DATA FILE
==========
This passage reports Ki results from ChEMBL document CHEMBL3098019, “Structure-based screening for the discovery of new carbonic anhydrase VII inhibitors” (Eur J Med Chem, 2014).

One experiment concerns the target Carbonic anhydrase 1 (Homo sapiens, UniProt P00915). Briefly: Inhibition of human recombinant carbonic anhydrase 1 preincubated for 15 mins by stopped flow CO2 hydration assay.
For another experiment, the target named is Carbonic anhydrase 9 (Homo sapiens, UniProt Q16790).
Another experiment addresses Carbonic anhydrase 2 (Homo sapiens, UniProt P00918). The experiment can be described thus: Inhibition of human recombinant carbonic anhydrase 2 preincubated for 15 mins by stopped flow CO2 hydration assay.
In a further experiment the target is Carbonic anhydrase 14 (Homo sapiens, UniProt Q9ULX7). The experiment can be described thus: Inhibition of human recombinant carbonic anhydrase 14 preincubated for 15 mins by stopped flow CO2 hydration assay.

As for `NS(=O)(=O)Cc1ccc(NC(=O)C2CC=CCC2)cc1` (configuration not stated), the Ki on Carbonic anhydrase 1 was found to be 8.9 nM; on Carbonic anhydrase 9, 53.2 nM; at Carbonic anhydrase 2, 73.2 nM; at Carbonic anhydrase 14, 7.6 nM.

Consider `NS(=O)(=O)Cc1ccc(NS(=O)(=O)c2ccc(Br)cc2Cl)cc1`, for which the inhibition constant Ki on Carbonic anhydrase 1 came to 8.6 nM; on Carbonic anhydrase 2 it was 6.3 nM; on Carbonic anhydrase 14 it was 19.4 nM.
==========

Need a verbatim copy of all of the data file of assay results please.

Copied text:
This passage reports Ki results from ChEMBL document CHEMBL3098019, “Structure-based screening for the discovery of new carbonic anhydrase VII inhibitors” (Eur J Med Chem, 2014).

One experiment concerns the target Carbonic anhydrase 1 (Homo sapiens, UniProt P00915). Briefly: Inhibition of human recombinant carbonic anhydrase 1 preincubated for 15 mins by stopped flow CO2 hydration assay.
For another experiment, the target named is Carbonic anhydrase 9 (Homo sapiens, UniProt Q16790).
Another experiment addresses Carbonic anhydrase 2 (Homo sapiens, UniProt P00918). The experiment can be described thus: Inhibition of human recombinant carbonic anhydrase 2 preincubated for 15 mins by stopped flow CO2 hydration assay.
In a further experiment the target is Carbonic anhydrase 14 (Homo sapiens, UniProt Q9ULX7). The experiment can be described thus: Inhibition of human recombinant carbonic anhydrase 14 preincubated for 15 mins by stopped flow CO2 hydration assay.

As for `NS(=O)(=O)Cc1ccc(NC(=O)C2CC=CCC2)cc1` (configuration not stated), the Ki on Carbonic anhydrase 1 was found to be 8.9 nM; on Carbonic anhydrase 9, 53.2 nM; at Carbonic anhydrase 2, 73.2 nM; at Carbonic anhydrase 14, 7.6 nM.

Consider `NS(=O)(=O)Cc1ccc(NS(=O)(=O)c2ccc(Br)cc2Cl)cc1`, for which the inhibition constant Ki on Carbonic anhydrase 1 came to 8.6 nM; on Carbonic anhydrase 2 it was 6.3 nM; on Carbonic anhydrase 14 it was 19.4 nM.